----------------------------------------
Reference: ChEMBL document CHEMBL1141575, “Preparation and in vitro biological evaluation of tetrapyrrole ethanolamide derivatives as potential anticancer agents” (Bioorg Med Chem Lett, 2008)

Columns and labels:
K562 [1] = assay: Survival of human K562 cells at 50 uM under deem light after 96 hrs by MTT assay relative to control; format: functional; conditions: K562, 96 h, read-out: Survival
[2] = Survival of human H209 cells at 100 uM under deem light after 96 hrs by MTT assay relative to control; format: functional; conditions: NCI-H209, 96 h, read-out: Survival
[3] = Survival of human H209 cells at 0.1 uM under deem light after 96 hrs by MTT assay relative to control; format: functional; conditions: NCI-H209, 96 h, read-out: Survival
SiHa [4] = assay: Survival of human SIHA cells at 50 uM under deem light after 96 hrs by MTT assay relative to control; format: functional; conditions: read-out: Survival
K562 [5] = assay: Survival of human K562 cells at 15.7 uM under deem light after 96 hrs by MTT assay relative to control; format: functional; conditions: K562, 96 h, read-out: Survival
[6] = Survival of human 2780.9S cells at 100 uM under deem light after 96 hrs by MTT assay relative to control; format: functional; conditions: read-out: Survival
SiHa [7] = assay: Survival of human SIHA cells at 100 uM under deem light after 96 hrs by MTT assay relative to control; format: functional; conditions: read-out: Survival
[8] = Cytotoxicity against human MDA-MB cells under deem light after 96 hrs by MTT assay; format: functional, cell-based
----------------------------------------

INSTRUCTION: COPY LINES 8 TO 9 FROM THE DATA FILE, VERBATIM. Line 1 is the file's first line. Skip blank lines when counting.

[6] = Survival of human 2780.9S cells at 100 uM under deem light after 96 hrs by MTT assay relative to control; format: functional; conditions: read-out: Survival
SiHa [7] = assay: Survival of human SIHA cells at 100 uM under deem light after 96 hrs by MTT assay relative to control; format: functional; conditions: read-out: Survival